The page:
Thyssenkrupp Supplies Raw Materials to Canadian Rare Earth Producer

21. April 2022 | Market

Ucore Rare Metals is planning a processing plant for rare earths in Alaska. Thyssenkrupp will supply part of the raw materials required.

With the aim of making the North American supply chain for rare earths more independent of China, the Canadian company Ucore Rare Metals is developing a processing plant for the critical raw materials. Up to 2,000 tons of rare earth oxides a year are to be produced at the Alaska Strategic Metals Complex (SMC), located in southeast Alaska, starting in 2024. An expansion to 5,000 tons is planned for 2026.

A memorandum of understanding has now been signed with thyssenkrupp Materials Trading for the supply of raw material, according to a press release. From 2024, the German-based materials trader and service provider is expected to provide at least 1,000 tons of mixed rare earth carbonate per year to Ucore through its global supplier network. The contract is to run for ten years. Thyssenkrupp thus becomes the second source of raw materials for SMC, after the Australian mining company Vital Metals, which has been extracting rare earths in Canada since last summer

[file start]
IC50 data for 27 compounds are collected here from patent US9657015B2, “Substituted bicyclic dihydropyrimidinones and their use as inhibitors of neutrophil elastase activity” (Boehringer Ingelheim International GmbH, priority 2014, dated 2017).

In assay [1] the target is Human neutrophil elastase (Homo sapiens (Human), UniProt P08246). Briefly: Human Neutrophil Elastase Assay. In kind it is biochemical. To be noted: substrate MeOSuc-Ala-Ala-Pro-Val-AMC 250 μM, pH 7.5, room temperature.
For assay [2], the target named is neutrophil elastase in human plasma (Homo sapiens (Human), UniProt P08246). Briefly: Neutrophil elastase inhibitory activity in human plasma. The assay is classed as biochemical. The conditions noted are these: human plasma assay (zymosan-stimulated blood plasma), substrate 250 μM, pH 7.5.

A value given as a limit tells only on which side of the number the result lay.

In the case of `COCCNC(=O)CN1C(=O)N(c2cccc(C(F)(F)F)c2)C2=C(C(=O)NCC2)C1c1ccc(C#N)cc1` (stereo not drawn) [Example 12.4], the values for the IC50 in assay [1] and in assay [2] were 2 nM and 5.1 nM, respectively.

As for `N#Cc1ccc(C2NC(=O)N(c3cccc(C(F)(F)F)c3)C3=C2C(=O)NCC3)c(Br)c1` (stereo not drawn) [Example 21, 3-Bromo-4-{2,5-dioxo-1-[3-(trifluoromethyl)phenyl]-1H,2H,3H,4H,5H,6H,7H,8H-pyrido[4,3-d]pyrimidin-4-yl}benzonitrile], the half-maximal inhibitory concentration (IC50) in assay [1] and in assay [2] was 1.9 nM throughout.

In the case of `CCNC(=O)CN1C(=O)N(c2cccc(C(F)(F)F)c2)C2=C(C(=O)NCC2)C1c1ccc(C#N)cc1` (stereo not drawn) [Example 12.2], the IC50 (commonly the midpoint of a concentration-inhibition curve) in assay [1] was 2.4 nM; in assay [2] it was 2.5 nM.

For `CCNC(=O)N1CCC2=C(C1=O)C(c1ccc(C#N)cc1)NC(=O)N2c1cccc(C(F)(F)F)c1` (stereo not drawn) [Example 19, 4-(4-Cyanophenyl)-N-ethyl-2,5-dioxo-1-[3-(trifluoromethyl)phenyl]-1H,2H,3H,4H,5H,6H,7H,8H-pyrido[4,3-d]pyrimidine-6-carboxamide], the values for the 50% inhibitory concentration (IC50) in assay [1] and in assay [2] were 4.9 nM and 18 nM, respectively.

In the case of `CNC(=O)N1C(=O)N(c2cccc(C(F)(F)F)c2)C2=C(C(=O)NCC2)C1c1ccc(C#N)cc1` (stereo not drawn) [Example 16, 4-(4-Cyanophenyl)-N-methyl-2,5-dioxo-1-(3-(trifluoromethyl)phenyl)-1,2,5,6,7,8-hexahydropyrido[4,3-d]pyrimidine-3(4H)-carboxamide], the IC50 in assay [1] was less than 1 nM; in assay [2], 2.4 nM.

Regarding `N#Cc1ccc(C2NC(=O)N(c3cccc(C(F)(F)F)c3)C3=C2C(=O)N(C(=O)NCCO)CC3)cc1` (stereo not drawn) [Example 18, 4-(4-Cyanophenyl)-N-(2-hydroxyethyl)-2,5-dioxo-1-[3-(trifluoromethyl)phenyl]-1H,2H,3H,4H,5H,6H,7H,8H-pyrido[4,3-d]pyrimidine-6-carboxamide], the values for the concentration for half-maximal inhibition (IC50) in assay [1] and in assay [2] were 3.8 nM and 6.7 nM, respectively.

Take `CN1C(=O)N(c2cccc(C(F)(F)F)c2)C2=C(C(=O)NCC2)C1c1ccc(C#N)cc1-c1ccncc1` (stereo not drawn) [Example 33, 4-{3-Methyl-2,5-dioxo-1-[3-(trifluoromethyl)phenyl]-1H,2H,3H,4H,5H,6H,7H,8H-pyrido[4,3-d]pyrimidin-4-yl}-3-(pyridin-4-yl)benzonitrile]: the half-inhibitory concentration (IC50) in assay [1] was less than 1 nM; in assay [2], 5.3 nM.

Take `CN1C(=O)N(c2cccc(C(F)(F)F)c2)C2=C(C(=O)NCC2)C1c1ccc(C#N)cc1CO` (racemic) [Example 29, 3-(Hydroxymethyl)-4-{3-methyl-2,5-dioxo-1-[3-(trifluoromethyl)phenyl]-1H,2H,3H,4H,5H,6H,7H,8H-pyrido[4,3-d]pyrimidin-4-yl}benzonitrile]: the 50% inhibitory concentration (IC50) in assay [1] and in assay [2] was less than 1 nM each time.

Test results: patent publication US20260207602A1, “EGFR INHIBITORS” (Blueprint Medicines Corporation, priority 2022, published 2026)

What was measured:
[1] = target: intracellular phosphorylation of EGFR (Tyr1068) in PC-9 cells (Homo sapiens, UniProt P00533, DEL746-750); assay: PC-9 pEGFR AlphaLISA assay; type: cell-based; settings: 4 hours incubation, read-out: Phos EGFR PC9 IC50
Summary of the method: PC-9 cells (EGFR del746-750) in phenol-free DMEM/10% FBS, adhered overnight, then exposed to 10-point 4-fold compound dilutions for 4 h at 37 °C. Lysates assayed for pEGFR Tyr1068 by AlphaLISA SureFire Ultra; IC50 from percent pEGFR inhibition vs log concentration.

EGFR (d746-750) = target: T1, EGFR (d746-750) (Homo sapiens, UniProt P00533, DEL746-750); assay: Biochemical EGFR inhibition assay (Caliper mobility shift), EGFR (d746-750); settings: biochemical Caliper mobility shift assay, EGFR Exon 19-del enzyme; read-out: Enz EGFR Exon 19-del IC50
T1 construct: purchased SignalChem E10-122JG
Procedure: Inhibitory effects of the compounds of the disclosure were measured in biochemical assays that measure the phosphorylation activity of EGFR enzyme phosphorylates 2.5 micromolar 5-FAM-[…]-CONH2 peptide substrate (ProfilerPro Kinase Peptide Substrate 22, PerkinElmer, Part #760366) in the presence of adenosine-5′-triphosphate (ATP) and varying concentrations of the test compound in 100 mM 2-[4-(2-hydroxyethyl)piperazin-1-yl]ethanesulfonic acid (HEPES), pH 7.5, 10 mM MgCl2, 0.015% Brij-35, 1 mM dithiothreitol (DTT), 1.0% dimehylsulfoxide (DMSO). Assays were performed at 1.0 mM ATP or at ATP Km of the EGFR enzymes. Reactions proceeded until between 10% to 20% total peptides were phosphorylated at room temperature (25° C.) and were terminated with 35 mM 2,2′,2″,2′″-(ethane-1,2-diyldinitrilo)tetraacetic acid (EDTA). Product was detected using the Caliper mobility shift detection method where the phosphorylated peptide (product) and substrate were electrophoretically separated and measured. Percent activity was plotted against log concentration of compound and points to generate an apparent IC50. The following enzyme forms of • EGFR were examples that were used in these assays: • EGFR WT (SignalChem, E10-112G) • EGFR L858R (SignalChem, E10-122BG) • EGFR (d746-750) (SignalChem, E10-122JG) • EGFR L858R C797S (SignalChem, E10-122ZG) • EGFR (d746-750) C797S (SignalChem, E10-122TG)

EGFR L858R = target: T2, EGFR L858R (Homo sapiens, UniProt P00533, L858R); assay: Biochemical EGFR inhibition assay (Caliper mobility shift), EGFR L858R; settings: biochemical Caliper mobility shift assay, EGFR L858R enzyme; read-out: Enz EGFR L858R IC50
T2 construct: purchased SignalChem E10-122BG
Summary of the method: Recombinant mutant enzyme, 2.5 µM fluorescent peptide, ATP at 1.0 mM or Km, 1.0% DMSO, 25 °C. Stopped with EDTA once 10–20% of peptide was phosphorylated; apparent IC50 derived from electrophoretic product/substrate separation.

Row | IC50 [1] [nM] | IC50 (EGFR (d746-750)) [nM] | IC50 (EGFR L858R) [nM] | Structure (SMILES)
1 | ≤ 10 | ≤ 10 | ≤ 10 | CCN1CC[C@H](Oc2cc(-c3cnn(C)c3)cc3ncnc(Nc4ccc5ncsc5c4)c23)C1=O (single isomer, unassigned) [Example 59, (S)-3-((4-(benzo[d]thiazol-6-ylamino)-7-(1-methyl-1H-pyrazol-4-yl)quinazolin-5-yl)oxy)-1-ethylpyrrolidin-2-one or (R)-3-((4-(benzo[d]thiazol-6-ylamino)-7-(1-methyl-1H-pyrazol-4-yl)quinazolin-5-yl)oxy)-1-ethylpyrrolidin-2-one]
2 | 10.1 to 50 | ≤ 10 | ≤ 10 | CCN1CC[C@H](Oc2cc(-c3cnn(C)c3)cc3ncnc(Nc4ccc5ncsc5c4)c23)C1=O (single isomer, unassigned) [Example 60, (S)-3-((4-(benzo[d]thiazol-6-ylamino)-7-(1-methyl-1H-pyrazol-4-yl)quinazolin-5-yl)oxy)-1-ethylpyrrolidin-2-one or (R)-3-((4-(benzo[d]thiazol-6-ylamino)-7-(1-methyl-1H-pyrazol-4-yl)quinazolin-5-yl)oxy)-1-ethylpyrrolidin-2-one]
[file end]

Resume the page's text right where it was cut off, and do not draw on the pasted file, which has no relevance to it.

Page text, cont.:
Thyssenkrupp Materials Trading has also signed an offtake agreement with Hastings Technology Metals, a future Australian producer of rare earths. Under the agreement, the Essen-based commodities trader will purchase and distribute up to 70,000 metric tons of mixed rare earth carbonate from Hastings’ Yangibana project in Western Australia for ten years. This includes the rare earth elements neodymium and praseodymium, which are used to produce permanent magnets for electric motors and wind turbines, among other things. Hastings plans to start production at the end of 2023. According to CEO Charles Lew, this date coincides with the strong increase in demand for rare earth magnets expected over the next five to ten years due to the e-car revolution. Growing demand has been evident for years, with prices reaching a new high as recently as February.

Photo: iStock/ake1150sb

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